gemm'd. Budded.

Seemd like to Heav'n. In book 5, when Raphael first began telling Adam of things in heaven and introduced the doctrine of accomodation, Raphael hypothesized that Earth may be "but the shadow of Heav'n" (5.574-576).

yet not rain'd. This passage is a paraphrase of the Genesis account of the first precipitation on earth (Genesis 2: 5-6).

man to till the ground. Gallagher points out that Milton removes the discrepancy between Genesis 1:11-3 and Genesis 2:5-7 about the creation of vegetation (whether it was made before or after Man's creation) by having it created on the third day but not having it grow because there was no man to till the land, and no rain yet to make things grow.

Let there be Lights. With this line Milton's heavenly narrator returns to the Genesis 1 account of creation. Milton has Raphael interweave the two accounts in order to advance the impression that they are simply two versions of the same story. See Mary Nyquist's important article on this issue: "The Genesis of Gendered Subjectivity in the Divorce Tracts and Paradise Lost."

two great Lights. See Genesis 1:16-8.

altern. Alternately.

vicissitude. Alternation.

Mould. Substance. According to Milton's monism, all substance was originally ethereal (5.470-477).

Globose. Round, spherical.

cloudy Shrine. Refers to the cloudy Tabernacle in line 248 above.

Morning Planet. Venus. Galileo had only recently discovered that Venus has phases, like the moon; hence the horn image.

tincture. Absorption, especially of the sun's light.

small peculiar. Own small light.

the Pleiades. A group of seven stars in the constellation Taurus, the Pleiades, according to legend, were originally seven daughters of Atlas. This may also allude to Job 38: 31.

borrowing her Light. Milton here subtly brings up the superiority of the male by gendering the sun and the moon, and describing the moon as dependant on the sun for its light.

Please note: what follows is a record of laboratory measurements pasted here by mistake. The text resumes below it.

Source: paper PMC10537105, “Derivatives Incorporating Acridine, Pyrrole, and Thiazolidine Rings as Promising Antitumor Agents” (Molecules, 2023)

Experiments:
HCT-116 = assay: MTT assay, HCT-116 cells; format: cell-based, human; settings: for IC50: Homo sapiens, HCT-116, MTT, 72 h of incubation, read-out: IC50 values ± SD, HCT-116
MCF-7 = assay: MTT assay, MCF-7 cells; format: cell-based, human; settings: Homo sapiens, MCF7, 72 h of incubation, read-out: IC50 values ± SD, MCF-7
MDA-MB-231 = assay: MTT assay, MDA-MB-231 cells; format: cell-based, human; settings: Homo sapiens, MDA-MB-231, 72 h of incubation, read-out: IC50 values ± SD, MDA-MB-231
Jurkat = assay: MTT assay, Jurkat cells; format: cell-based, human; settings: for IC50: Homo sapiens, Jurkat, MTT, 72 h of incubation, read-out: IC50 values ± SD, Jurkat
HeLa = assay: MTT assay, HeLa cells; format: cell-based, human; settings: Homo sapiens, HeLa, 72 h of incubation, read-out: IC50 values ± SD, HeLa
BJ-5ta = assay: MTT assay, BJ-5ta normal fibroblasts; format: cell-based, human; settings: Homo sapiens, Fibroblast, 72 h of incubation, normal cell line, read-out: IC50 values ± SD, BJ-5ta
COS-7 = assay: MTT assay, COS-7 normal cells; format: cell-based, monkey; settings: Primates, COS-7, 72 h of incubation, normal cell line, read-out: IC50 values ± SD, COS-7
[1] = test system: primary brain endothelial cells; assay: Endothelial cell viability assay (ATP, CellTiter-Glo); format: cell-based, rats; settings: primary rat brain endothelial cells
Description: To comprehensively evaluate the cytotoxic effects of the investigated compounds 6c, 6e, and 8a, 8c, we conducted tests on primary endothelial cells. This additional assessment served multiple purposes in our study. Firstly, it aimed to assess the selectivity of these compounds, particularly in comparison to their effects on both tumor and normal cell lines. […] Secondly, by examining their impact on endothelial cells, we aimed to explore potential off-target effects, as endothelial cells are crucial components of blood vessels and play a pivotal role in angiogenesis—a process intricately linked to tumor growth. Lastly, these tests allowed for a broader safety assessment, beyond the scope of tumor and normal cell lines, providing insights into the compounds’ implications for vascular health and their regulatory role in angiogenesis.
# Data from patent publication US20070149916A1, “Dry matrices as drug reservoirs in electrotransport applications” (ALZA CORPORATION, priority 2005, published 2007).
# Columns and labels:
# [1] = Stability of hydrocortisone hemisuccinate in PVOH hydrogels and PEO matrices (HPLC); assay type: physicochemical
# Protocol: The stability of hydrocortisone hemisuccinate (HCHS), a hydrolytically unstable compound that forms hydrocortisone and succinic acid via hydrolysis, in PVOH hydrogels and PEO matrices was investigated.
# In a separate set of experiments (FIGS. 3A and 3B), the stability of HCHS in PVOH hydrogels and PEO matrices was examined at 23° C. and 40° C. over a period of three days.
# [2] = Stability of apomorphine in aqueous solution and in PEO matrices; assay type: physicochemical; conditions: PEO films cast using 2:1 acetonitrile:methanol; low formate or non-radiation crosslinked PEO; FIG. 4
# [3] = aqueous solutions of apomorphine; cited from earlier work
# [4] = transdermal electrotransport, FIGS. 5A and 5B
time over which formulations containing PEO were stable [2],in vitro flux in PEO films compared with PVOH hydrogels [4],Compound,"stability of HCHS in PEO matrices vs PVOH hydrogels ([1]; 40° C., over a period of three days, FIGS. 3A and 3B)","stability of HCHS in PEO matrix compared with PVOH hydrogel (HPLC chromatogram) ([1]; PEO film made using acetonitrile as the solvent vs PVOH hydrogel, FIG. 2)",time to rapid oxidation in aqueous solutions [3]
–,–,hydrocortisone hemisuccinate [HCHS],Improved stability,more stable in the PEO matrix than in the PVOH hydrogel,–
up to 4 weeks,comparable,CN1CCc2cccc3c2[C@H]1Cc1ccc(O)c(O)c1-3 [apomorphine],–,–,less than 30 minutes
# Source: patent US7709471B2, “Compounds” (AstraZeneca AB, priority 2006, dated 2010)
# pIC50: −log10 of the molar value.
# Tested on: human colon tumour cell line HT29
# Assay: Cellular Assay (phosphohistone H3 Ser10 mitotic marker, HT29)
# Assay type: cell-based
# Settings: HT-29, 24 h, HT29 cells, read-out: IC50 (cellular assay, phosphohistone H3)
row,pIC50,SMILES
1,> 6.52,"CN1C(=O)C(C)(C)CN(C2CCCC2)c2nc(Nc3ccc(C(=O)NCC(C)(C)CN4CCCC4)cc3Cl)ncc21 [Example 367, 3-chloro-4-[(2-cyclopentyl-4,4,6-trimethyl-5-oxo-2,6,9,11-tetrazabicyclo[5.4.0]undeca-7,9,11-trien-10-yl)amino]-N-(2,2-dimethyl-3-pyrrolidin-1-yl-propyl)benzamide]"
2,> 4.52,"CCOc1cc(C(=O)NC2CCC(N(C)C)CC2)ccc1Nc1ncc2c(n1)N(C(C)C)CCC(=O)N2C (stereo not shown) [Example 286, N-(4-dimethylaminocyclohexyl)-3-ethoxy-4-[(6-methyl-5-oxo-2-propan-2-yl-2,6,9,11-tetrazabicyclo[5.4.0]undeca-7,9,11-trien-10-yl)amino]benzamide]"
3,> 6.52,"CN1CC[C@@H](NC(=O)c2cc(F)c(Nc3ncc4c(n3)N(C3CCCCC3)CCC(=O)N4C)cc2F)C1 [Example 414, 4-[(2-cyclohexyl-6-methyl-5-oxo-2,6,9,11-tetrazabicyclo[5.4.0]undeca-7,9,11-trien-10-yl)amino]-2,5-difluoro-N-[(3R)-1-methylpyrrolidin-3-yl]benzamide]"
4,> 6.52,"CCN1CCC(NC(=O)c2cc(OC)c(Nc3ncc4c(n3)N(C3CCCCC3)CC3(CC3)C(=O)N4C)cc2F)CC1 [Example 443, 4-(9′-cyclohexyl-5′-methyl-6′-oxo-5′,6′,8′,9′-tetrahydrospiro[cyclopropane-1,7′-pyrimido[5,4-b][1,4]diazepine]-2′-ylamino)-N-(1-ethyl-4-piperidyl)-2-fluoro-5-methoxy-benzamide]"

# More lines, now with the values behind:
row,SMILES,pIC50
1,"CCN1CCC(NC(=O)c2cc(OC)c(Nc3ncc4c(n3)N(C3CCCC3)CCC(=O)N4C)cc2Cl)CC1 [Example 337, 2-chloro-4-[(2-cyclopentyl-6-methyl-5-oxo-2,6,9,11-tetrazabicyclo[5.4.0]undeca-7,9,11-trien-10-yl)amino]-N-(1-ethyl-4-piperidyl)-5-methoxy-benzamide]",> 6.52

dividual. Shared.

Reptil. Any reptile or creeping creature. See Genesis 1:20-5.

Frie. Young fish.

Sculles. Schools.

Bank. Make a bank with their numbers in mid-sea.

dropt. Spotted, in heraldic usage.

jointed Armour. This probably refers to crustaceans.

Gate. Gait.

Leviathan. See Job 41.

seems a moving Land. So the image of Leviathan that serves as a simile for Satan's enormity in book 1.200-208.

tepid. The caves are lukewarm in order to support life forms.

kindly. Natural.

callow. Unfledged or not ready to fly.

summ'd thir Pens. Had all their feathers.

clang. The harsh cry of a bird.

rang'd in figure wedge thir way. As migrating geese.

born. Borne, supported.

Floats. Undulates.

solemn Nightingal. Milton points out that in prelapsarian times, the nightingale sang not just at dusk, but through the night. Also, he refers to the nightingale more often than any other bird. See 3.38-40; 4.602-4, 648; 5.40; and 8.518-20. see also A Mask 230-43 and Il Penseroso 62.

state. Dignified bearing.

Dank. Water.

Pennons. Wings.

th' other. The peacock.

Mattin. Morning song or prayer of praise.